Sanansaattaja, A Gesar Bard’s Tale, is a Tibetan epic that has been called the greatest literary work of humanity. Standing at more than a million verses, it would fill 120 volumes if written down. This 1,000-year-old tale of the great ruler King Gesar and his times is handed down orally, as are so many beloved American Indian stories.
The filmmaking team of Donagh Coleman and Lharigtso tell the tale of this tale through the lens of Dawa, a Tibetan nomad and yak herder. Though not able to read or write, he received a series of visions at age 13 that gave him the gift of telling this story and has made him into a holy man who has moved on from tending yaks to maintaining and sharing the stories. Coleman and Lharigtso pass this on to us in an 82-minute film that won the Séquences Award for Best Documentary at the Montreal First Peoples Festival.
In the interview below, Lharigtso speaks of having grown up in this culture and always wanting to share this story in a film. She did so partly to strip the popular conception of Tibet as imbued with mysticism.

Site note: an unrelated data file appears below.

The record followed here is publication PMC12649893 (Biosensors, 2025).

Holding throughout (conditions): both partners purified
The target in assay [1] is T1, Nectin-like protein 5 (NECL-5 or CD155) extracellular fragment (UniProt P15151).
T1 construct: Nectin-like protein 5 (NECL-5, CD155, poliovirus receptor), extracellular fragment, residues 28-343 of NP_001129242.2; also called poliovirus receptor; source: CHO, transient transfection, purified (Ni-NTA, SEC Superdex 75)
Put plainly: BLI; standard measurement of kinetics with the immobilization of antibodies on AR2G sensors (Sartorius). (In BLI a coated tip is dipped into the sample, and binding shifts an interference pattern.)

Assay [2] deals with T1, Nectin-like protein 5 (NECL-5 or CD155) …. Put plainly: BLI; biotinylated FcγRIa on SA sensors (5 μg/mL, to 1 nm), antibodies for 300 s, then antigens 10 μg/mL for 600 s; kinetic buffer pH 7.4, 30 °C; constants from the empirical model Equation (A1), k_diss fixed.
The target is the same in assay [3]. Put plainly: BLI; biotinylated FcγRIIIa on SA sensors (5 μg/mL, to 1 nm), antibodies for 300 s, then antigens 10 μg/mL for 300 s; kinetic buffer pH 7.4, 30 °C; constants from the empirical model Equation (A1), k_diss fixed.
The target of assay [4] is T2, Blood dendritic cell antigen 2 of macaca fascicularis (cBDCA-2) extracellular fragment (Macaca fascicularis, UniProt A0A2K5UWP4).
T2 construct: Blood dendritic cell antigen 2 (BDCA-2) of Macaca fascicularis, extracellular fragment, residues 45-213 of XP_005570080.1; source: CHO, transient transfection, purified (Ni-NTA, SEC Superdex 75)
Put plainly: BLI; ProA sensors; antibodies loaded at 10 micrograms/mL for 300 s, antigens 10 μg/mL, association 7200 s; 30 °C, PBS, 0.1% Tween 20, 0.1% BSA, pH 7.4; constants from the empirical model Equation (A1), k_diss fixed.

“A whole lot of people think it's mysterious stuff from Tibet,” she said of the storytelling tradition. “But I don't want to show this side [of it] because I don't want to prove mysterious stuff. I just want to [show the] beautiful poem, beautiful story, beautiful words.”
Oral storytelling has been a bridge between generations on all continents since time immemorial. This Chinese/Finnish film, spoken in Tibetan with English subtitles, will be screened in New York City at MoMA on Wednesday, August 27, 2014, 7:00 p.m. Coleman will be in attendance as well and lead a discussion afterward. More about the movie can be found at the Sanansaattaja website.